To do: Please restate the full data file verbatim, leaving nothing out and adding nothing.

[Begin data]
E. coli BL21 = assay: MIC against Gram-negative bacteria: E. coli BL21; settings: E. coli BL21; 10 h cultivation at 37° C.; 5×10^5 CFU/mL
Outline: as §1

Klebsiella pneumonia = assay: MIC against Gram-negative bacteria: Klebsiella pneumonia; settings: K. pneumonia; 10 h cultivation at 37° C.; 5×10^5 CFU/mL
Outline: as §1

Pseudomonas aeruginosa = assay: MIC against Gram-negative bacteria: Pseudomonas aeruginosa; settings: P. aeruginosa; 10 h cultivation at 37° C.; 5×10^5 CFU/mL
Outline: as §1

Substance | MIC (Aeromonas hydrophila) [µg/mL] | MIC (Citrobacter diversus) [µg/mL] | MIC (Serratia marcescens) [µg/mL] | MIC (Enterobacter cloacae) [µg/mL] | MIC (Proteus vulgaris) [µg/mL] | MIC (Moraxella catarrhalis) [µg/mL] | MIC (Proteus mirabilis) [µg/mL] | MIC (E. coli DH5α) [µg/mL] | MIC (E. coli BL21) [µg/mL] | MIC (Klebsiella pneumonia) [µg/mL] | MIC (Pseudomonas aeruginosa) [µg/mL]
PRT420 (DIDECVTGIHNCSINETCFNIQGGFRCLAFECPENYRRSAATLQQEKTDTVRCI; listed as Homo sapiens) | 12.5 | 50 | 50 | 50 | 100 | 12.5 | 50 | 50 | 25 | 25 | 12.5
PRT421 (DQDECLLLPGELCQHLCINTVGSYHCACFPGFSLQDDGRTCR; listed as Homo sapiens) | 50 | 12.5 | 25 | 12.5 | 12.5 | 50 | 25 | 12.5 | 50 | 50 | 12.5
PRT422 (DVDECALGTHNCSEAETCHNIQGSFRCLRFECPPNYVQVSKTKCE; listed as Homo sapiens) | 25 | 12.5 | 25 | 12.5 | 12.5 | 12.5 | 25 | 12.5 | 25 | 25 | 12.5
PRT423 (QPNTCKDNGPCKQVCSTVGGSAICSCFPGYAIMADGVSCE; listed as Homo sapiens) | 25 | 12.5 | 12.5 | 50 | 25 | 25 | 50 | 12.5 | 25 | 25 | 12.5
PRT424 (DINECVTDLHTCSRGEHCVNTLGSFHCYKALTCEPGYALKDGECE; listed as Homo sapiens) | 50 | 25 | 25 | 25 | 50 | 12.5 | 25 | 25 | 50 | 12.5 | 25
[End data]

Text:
E. coli BL21 = assay: MIC against Gram-negative bacteria: E. coli BL21; settings: E. coli BL21; 10 h cultivation at 37° C.; 5×10^5 CFU/mL
Outline: as §1

Klebsiella pneumonia = assay: MIC against Gram-negative bacteria: Klebsiella pneumonia; settings: K. pneumonia; 10 h cultivation at 37° C.; 5×10^5 CFU/mL
Outline: as §1

Pseudomonas aeruginosa = assay: MIC against Gram-negative bacteria: Pseudomonas aeruginosa; settings: P. aeruginosa; 10 h cultivation at 37° C.; 5×10^5 CFU/mL
Outline: as §1

Substance | MIC (Aeromonas hydrophila) [µg/mL] | MIC (Citrobacter diversus) [µg/mL] | MIC (Serratia marcescens) [µg/mL] | MIC (Enterobacter cloacae) [µg/mL] | MIC (Proteus vulgaris) [µg/mL] | MIC (Moraxella catarrhalis) [µg/mL] | MIC (Proteus mirabilis) [µg/mL] | MIC (E. coli DH5α) [µg/mL] | MIC (E. coli BL21) [µg/mL] | MIC (Klebsiella pneumonia) [µg/mL] | MIC (Pseudomonas aeruginosa) [µg/mL]
PRT420 (DIDECVTGIHNCSINETCFNIQGGFRCLAFECPENYRRSAATLQQEKTDTVRCI; listed as Homo sapiens) | 12.5 | 50 | 50 | 50 | 100 | 12.5 | 50 | 50 | 25 | 25 | 12.5
PRT421 (DQDECLLLPGELCQHLCINTVGSYHCACFPGFSLQDDGRTCR; listed as Homo sapiens) | 50 | 12.5 | 25 | 12.5 | 12.5 | 50 | 25 | 12.5 | 50 | 50 | 12.5
PRT422 (DVDECALGTHNCSEAETCHNIQGSFRCLRFECPPNYVQVSKTKCE; listed as Homo sapiens) | 25 | 12.5 | 25 | 12.5 | 12.5 | 12.5 | 25 | 12.5 | 25 | 25 | 12.5
PRT423 (QPNTCKDNGPCKQVCSTVGGSAICSCFPGYAIMADGVSCE; listed as Homo sapiens) | 25 | 12.5 | 12.5 | 50 | 25 | 25 | 50 | 12.5 | 25 | 25 | 12.5
PRT424 (DINECVTDLHTCSRGEHCVNTLGSFHCYKALTCEPGYALKDGECE; listed as Homo sapiens) | 50 | 25 | 25 | 25 | 50 | 12.5 | 25 | 25 | 50 | 12.5 | 25